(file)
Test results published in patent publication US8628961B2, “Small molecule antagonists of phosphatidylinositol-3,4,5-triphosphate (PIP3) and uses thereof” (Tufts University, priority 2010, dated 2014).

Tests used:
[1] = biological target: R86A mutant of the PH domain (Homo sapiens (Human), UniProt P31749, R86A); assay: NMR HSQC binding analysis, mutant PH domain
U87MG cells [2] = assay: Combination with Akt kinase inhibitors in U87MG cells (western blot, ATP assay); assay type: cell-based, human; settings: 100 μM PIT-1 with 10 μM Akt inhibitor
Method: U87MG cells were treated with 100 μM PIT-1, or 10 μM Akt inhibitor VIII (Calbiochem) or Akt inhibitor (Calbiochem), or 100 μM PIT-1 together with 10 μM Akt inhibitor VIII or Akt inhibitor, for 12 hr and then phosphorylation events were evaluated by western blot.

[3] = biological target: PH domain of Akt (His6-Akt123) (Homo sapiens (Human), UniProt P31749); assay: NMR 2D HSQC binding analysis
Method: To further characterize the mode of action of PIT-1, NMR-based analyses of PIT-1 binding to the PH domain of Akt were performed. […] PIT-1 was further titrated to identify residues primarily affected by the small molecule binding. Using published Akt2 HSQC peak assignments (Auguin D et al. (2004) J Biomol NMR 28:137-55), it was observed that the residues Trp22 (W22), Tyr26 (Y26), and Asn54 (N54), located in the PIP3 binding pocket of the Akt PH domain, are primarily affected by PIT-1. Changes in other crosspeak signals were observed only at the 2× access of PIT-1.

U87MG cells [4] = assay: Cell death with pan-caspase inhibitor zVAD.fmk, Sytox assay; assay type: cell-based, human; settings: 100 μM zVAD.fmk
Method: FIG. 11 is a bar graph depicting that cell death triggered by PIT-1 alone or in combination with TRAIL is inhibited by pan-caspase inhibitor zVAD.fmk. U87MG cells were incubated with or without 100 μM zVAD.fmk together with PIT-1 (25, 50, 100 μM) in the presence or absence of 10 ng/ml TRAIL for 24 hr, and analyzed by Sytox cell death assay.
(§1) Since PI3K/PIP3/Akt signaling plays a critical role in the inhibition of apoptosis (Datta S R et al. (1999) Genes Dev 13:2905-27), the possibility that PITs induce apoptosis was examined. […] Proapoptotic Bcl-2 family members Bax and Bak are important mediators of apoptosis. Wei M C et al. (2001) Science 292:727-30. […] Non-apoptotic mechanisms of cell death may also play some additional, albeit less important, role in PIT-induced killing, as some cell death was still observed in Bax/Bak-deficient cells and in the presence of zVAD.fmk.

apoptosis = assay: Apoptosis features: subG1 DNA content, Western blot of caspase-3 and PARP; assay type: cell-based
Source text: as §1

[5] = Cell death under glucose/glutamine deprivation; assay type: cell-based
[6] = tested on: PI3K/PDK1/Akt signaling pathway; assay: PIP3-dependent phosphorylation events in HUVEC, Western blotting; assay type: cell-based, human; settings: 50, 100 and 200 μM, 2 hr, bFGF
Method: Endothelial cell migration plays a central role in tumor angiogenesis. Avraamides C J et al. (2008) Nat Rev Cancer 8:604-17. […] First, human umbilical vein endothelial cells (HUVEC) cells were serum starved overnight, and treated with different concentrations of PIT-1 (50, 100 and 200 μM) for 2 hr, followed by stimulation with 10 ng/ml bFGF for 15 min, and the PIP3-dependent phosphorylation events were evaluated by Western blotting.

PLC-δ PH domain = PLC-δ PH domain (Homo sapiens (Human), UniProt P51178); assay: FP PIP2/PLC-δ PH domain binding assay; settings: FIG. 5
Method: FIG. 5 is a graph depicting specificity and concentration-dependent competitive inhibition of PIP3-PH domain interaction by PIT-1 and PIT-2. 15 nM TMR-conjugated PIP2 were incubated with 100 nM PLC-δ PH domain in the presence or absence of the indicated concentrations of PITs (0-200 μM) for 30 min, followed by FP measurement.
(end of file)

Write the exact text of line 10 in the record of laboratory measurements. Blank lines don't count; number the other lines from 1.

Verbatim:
(§1) Since PI3K/PIP3/Akt signaling plays a critical role in the inhibition of apoptosis (Datta S R et al. (1999) Genes Dev 13:2905-27), the possibility that PITs induce apoptosis was examined. […] Proapoptotic Bcl-2 family members Bax and Bak are important mediators of apoptosis. Wei M C et al. (2001) Science 292:727-30. […] Non-apoptotic mechanisms of cell death may also play some additional, albeit less important, role in PIT-induced killing, as some cell death was still observed in Bax/Bak-deficient cells and in the presence of zVAD.fmk.